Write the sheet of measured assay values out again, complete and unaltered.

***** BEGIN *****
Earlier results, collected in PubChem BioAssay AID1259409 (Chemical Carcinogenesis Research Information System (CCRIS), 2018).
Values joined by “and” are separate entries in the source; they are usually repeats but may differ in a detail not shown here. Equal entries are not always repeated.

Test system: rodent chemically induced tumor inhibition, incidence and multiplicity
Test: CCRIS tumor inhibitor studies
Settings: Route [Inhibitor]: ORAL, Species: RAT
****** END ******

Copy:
Earlier results, collected in PubChem BioAssay AID1259409 (Chemical Carcinogenesis Research Information System (CCRIS), 2018).
Values joined by “and” are separate entries in the source; they are usually repeats but may differ in a detail not shown here. Equal entries are not always repeated.

Test system: rodent chemically induced tumor inhibition, incidence and multiplicity
Test: CCRIS tumor inhibitor studies
Settings: Route [Inhibitor]: ORAL, Species: RAT